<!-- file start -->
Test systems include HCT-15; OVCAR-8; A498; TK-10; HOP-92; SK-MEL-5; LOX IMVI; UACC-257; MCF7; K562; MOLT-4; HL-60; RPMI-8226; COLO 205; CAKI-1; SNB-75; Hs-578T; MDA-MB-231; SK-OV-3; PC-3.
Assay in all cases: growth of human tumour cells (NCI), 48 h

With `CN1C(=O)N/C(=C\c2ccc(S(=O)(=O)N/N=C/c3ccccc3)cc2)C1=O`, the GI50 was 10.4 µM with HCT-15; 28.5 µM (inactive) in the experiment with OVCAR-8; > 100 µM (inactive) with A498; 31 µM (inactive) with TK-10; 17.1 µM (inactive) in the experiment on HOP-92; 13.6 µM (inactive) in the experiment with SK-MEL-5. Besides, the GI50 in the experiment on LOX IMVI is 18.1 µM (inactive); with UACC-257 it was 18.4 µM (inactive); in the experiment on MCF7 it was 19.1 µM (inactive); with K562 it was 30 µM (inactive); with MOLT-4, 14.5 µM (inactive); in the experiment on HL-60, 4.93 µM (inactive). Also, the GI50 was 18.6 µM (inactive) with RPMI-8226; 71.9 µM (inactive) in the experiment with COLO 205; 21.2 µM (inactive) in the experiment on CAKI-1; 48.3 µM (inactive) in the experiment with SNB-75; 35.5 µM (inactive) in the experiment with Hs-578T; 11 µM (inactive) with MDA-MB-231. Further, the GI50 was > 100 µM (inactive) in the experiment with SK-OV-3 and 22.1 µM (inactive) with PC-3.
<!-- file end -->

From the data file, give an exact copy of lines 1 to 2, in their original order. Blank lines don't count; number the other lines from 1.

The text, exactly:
Test systems include HCT-15; OVCAR-8; A498; TK-10; HOP-92; SK-MEL-5; LOX IMVI; UACC-257; MCF7; K562; MOLT-4; HL-60; RPMI-8226; COLO 205; CAKI-1; SNB-75; Hs-578T; MDA-MB-231; SK-OV-3; PC-3.
Assay in all cases: growth of human tumour cells (NCI), 48 h